(17 April 2020) Migrant workers in Europe are on the frontline of the response to the COVID-19 crisis. Now more than ever, the crucial contribution of migrant workers to support European economies, public services and fill labour shortages is crystal clear. These workers are to be found in those sectors most hit by the crisis agriculture, domestic and care work, public healthcare at all levels, food industry, construction, tourism, transport) putting their lives at risk for the sake of all of us. (Their work is essential; however, they are the forgotten ones.
All migrant workers, and particularly the undocumented, are among the least protected. They have always faced a number of challenges, but due to the COVID-19 crisis those problems have been exacerbated, and an urgent European response is needed. They suffer problems related to their working and employment conditions, access to sick pay or unemployment or social benefits, personal protective equipment such as facial masks, public healthcare and housing, as well as to their residence and work permits (1).
Across Europe, migrant workers are disproportionately employed in precarious work and employment conditions, therefore are particularly likely to need to keep working despite the risks of contracting Coronavirus not least in outsourced jobs including in the public sector. Their right to stay in the country where they live and work depends on their job. Losing their job means losing their income and for some, their accommodation, as well as the impossibility to access any social benefits. For undocumented migrant workers, meanwhile, there is no choice as they do not qualify for any social protection, sick pay or unemployment benefits so are forced to keep working risking their health and that of those around them.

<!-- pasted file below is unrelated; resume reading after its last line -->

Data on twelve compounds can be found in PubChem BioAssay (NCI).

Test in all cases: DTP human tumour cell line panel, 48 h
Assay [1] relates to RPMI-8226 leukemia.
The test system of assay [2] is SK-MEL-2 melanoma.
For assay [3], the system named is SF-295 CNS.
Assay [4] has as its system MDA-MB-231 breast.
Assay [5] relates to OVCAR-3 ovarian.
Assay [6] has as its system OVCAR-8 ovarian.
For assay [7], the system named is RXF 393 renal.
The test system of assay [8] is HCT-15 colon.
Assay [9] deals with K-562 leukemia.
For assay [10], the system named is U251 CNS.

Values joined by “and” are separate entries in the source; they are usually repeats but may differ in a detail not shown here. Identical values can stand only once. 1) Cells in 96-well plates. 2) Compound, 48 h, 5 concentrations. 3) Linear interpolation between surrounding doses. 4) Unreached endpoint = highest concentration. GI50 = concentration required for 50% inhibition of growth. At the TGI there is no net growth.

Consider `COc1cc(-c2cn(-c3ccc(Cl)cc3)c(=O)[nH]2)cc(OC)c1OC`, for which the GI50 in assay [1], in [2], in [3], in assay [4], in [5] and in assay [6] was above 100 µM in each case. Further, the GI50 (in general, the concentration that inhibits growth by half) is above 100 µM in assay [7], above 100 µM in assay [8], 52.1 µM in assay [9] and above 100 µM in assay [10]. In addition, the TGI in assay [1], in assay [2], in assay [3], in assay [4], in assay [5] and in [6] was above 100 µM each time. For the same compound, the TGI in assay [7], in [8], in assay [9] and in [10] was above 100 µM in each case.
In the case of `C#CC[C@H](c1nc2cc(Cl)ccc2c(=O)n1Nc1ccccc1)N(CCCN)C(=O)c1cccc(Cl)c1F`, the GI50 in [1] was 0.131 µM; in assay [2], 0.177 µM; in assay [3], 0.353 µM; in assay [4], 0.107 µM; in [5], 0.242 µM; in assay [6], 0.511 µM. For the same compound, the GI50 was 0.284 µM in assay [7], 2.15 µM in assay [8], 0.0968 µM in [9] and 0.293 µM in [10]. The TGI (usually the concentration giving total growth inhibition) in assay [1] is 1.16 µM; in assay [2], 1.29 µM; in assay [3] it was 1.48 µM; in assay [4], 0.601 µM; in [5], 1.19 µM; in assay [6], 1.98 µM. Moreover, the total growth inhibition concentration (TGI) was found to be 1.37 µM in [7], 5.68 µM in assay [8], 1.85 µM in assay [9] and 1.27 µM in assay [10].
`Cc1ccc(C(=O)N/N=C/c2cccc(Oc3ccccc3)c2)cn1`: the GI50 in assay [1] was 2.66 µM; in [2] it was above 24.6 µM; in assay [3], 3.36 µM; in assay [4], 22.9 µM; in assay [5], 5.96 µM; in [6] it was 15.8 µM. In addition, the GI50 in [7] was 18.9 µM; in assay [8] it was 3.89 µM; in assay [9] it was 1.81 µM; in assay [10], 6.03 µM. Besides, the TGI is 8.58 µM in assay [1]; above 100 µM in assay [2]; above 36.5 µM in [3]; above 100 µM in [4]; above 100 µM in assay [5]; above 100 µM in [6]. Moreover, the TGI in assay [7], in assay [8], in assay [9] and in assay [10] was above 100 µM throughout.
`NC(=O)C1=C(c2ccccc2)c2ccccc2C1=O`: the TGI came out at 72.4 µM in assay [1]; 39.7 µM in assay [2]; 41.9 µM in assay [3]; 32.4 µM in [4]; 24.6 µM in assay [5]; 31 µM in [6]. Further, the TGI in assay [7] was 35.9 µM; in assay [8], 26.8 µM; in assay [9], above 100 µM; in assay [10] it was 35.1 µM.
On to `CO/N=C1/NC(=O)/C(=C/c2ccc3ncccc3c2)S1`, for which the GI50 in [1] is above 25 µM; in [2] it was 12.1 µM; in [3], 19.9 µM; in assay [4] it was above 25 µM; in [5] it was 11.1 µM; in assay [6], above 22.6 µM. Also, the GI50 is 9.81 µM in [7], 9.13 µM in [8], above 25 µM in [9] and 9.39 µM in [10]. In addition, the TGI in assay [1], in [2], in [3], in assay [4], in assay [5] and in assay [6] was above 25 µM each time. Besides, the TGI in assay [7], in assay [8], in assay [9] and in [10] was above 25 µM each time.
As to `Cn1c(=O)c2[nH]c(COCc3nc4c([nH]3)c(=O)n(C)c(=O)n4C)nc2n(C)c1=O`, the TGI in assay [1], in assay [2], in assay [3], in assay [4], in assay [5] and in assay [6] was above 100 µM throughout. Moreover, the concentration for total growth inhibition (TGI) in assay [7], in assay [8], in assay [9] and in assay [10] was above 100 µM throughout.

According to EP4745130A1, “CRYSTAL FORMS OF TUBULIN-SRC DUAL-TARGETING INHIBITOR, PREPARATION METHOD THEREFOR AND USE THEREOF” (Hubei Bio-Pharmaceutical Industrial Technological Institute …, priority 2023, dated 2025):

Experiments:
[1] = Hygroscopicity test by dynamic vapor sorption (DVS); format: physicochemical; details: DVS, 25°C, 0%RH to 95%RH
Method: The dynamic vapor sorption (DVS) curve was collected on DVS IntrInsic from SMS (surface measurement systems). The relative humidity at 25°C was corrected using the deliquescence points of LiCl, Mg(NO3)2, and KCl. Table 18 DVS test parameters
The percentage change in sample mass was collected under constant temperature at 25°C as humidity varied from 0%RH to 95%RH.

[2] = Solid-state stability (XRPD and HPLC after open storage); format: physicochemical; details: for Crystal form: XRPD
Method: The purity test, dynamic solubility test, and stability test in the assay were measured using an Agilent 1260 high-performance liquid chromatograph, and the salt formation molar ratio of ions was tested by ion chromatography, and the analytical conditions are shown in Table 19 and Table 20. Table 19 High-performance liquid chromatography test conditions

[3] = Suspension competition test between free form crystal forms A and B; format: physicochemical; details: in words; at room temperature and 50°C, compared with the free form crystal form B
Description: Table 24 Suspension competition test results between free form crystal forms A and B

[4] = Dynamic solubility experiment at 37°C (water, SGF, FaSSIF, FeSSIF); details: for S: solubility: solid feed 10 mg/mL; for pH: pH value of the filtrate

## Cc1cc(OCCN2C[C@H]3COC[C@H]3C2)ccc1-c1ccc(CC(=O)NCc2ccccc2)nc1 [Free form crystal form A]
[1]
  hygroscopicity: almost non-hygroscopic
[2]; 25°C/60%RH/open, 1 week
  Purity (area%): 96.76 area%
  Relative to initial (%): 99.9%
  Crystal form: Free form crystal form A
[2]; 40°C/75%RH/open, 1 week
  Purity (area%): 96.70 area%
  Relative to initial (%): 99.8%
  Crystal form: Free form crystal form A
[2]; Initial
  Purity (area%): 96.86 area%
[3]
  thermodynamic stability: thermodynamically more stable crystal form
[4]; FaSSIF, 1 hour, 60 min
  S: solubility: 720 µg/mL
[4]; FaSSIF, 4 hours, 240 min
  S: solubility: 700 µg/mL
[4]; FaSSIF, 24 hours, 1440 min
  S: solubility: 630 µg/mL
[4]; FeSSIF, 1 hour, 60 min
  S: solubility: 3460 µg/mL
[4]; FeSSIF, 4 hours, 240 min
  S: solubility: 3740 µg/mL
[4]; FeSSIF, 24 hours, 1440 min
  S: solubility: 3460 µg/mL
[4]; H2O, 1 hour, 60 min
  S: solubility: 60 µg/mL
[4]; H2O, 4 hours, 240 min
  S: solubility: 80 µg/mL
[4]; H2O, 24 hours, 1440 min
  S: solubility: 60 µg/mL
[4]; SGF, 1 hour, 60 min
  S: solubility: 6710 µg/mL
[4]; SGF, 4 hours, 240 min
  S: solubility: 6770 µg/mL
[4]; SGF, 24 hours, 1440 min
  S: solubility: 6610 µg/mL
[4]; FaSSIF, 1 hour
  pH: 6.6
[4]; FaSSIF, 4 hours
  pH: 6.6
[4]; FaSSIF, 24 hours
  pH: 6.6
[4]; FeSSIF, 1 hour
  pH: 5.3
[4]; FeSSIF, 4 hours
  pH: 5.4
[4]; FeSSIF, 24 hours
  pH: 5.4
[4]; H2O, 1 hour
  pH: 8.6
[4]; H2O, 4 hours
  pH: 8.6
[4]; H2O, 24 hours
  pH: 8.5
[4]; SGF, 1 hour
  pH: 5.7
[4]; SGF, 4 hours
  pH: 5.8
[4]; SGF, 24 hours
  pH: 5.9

Moreover, it is very likely undocumented migrants will not go to hospital if they contract Coronavirus until it is in an advanced stage, due to the risks of data being shared with immigration authorities or the fear of being reported to the police. In some countries, like in the UK, is also due to the high costs of using the national health service. At the same time, some governments are taking measures to remove barriers to accessing healthcare services for undocumented people, and/or regularise them as in Portugal.
Due to the crisis, the workload that some migrant workers face is immense, and regulations related to social distancing and hygiene measures are often not enforced at their workplaces. This problem will have to be carefully resolved in the next phase, i.e. during the coexistence with the virus. During that period measures, procedures and protocols will have to be put in place at the European level to minimize any additional risk of contagion. Migrant domestic and home care workers, the large majority of whom are women, are highly affected by social distancing measures in employers’ homes. The containment measures imposed by governments expose them even to the loss of their accommodation, as they often live in their employers’ homes. Agriculture migrant workers, live segregated in deplorable housing; rudimental shelters built in isolated and overcrowded slums without sanitary facilities with a considerable risk of those informal settlements becoming hotspots for the COVID-19 pandemic.
At the same time, migrants are facing administrative obstacles related to the procedures for issuing or renewing their residence and/or working permits. Some administrations, particularity in Italy and Spain, have suddenly closed due to the pandemic leaving migrants in a state of uncertainty with regard to their applications. In the Italian case, given the impossibility of accessing relevant offices, migrants with residence permits that are expiring, that have expired or are in the process of renewal have been automatically extended until the 15th of June. Digital applications are being made possible; however, a large part of the migrant population does not have the resources, access to a computer and/or necessary skills to do so.